Sometimes a God who causes the kinds of things we go through doesn’t seem so different from a kid holding a magnifying glass over an anthill because it’s slightly more entertaining than daytime TV.  What really seals it is how creative He is. It just seems cruel.  We don’t just get a rolled up newspaper for crossing into His line of sight, we get small cell cancer. We get to bury our own children. We get to languish for months and years, praying all the while for help, and wondering why God is doing this to us.  We suffer.

What are we to the divine? Or more honestly, what is the divine to us?  His thoughts are not our thoughts. His ways are not our ways. So when I try to figure out why His anthill is on fire, I fill in what I don’t understand with the things I think I do.  Myself. What would I do to bugs?  Pop.  It doesn’t work though.  Even though I sleep like a baby after painting with lighting bugs when I’m bored, I’d never make myself a bug to be squashed. That’s exactly what He did.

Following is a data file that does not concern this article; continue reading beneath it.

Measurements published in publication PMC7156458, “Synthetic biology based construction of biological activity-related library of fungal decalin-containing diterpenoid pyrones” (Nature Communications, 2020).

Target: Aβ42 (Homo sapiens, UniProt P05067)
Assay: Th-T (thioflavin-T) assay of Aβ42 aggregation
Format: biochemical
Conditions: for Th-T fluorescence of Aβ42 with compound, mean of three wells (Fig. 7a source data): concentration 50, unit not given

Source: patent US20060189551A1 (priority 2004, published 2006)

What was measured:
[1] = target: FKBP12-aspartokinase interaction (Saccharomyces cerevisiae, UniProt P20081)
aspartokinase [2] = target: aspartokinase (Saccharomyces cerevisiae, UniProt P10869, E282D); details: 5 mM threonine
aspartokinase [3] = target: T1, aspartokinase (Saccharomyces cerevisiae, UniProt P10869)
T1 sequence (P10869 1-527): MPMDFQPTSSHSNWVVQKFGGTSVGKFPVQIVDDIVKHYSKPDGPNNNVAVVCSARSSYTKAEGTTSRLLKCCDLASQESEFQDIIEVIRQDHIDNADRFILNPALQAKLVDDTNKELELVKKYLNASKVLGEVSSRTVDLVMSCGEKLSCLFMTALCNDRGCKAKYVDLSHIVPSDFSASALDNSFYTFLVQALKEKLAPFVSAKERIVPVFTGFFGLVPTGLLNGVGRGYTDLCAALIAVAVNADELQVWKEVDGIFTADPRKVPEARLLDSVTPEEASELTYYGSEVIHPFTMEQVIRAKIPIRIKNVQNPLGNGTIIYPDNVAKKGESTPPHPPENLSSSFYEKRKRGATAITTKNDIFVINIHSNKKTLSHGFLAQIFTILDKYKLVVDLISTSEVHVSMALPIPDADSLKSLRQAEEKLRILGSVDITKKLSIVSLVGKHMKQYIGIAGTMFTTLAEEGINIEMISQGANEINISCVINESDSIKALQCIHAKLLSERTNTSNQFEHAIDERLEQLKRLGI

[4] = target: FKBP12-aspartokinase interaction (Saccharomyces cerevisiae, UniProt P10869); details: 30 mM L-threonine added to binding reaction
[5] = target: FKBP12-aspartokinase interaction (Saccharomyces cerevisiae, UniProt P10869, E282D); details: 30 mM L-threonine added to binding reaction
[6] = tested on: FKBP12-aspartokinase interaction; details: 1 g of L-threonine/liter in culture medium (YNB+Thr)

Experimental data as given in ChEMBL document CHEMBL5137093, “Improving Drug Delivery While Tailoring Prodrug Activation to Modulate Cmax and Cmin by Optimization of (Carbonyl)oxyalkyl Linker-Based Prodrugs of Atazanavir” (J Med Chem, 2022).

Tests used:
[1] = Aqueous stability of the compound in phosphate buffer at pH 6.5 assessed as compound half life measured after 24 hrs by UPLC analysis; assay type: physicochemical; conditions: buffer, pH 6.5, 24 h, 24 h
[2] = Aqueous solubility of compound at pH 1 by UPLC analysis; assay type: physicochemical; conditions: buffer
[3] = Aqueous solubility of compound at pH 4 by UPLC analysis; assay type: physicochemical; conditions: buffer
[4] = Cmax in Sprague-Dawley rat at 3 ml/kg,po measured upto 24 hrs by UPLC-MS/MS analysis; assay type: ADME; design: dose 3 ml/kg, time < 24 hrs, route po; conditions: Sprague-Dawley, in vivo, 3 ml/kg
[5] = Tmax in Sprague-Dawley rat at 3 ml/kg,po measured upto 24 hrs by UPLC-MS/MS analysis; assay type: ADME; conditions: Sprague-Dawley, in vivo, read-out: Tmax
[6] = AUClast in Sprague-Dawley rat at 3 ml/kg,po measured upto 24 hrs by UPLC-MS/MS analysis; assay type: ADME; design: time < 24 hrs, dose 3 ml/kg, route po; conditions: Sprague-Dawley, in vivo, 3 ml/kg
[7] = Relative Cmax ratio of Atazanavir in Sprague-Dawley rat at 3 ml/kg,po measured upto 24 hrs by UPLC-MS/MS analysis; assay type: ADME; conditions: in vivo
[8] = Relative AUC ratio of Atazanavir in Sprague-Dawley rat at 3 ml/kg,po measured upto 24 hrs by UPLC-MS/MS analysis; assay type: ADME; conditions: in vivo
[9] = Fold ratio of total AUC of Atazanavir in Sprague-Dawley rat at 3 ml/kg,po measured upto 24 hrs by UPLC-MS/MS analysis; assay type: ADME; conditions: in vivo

It has been testified somewhere, “What is man, that you are mindful of him, or the son of man, that you care for him?” You made him for a little while lower than the angels; you have crowned him with glory and honor, putting everything in subjection under his feet.” Now in putting everything in subjection to him, he left nothing outside his control. At present, we do not yet see everything in subjection to him. But we see him who for a little while was made lower than the angels, namely Jesus, crowned with glory and honor because of the suffering of death, so that by the grace of God he might taste death for everyone. For it was fitting that he, for whom and by whom all things exist, in bringing many sons to glory, should make the founder of their salvation perfect through suffering. Hebrews 2:6-10